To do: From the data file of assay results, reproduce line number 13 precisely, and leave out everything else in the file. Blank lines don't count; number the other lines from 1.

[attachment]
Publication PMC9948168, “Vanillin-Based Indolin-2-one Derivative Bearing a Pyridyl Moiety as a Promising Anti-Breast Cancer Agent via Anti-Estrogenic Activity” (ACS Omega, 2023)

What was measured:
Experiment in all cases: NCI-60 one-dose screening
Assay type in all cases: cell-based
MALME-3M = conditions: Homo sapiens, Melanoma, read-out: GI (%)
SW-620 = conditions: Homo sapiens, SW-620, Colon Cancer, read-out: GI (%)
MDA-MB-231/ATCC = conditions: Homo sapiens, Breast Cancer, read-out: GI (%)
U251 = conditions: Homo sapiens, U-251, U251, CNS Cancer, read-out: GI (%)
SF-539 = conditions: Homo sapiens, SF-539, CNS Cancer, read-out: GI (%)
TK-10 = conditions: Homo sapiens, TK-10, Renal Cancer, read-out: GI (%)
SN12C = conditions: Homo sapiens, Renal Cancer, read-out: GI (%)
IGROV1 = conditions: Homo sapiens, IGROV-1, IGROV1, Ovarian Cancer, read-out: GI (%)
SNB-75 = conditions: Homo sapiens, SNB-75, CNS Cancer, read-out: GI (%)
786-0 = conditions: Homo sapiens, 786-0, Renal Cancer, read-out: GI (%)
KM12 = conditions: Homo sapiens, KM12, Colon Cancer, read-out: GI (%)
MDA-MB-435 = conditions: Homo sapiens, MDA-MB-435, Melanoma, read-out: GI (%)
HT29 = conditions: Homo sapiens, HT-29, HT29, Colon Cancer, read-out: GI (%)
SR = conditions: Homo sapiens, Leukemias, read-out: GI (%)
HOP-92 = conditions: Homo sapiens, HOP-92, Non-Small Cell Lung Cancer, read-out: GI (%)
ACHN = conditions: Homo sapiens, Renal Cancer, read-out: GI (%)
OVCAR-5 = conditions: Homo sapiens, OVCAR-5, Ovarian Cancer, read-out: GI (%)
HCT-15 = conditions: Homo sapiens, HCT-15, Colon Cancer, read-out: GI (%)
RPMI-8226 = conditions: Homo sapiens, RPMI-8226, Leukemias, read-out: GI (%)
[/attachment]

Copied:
SNB-75 = conditions: Homo sapiens, SNB-75, CNS Cancer, read-out: GI (%)